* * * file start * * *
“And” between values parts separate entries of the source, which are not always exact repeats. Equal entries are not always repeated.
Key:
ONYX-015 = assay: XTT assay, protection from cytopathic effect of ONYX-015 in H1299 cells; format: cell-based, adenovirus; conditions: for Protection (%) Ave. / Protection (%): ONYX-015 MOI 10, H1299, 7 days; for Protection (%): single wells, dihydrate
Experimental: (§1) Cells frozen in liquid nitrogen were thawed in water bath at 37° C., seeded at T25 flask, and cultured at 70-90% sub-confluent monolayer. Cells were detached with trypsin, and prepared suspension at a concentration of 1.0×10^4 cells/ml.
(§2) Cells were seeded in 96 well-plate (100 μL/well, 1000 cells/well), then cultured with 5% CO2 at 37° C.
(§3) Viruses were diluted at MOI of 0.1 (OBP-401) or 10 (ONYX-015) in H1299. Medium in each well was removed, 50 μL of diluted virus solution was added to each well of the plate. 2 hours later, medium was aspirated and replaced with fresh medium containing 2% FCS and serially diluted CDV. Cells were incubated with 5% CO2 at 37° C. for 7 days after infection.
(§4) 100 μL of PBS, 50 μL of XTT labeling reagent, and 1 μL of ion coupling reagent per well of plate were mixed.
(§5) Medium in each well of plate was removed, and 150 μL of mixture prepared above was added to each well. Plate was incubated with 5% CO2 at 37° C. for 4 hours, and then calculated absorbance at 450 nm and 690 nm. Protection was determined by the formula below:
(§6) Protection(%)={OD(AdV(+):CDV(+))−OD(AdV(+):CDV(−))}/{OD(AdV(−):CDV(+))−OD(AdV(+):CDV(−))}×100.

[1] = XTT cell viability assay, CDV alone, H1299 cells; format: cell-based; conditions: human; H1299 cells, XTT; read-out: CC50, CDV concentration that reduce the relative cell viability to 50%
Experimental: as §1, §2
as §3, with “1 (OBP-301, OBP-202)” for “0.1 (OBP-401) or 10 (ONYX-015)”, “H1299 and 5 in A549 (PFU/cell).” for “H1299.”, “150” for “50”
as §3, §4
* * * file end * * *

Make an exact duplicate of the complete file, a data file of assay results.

“And” between values parts separate entries of the source, which are not always exact repeats. Equal entries are not always repeated.
Key:
ONYX-015 = assay: XTT assay, protection from cytopathic effect of ONYX-015 in H1299 cells; format: cell-based, adenovirus; conditions: for Protection (%) Ave. / Protection (%): ONYX-015 MOI 10, H1299, 7 days; for Protection (%): single wells, dihydrate
Experimental: (§1) Cells frozen in liquid nitrogen were thawed in water bath at 37° C., seeded at T25 flask, and cultured at 70-90% sub-confluent monolayer. Cells were detached with trypsin, and prepared suspension at a concentration of 1.0×10^4 cells/ml.
(§2) Cells were seeded in 96 well-plate (100 μL/well, 1000 cells/well), then cultured with 5% CO2 at 37° C.
(§3) Viruses were diluted at MOI of 0.1 (OBP-401) or 10 (ONYX-015) in H1299. Medium in each well was removed, 50 μL of diluted virus solution was added to each well of the plate. 2 hours later, medium was aspirated and replaced with fresh medium containing 2% FCS and serially diluted CDV. Cells were incubated with 5% CO2 at 37° C. for 7 days after infection.
(§4) 100 μL of PBS, 50 μL of XTT labeling reagent, and 1 μL of ion coupling reagent per well of plate were mixed.
(§5) Medium in each well of plate was removed, and 150 μL of mixture prepared above was added to each well. Plate was incubated with 5% CO2 at 37° C. for 4 hours, and then calculated absorbance at 450 nm and 690 nm. Protection was determined by the formula below:
(§6) Protection(%)={OD(AdV(+):CDV(+))−OD(AdV(+):CDV(−))}/{OD(AdV(−):CDV(+))−OD(AdV(+):CDV(−))}×100.

[1] = XTT cell viability assay, CDV alone, H1299 cells; format: cell-based; conditions: human; H1299 cells, XTT; read-out: CC50, CDV concentration that reduce the relative cell viability to 50%
Experimental: as §1, §2
as §3, with “1 (OBP-301, OBP-202)” for “0.1 (OBP-401) or 10 (ONYX-015)”, “H1299 and 5 in A549 (PFU/cell).” for “H1299.”, “150” for “50”
as §3, §4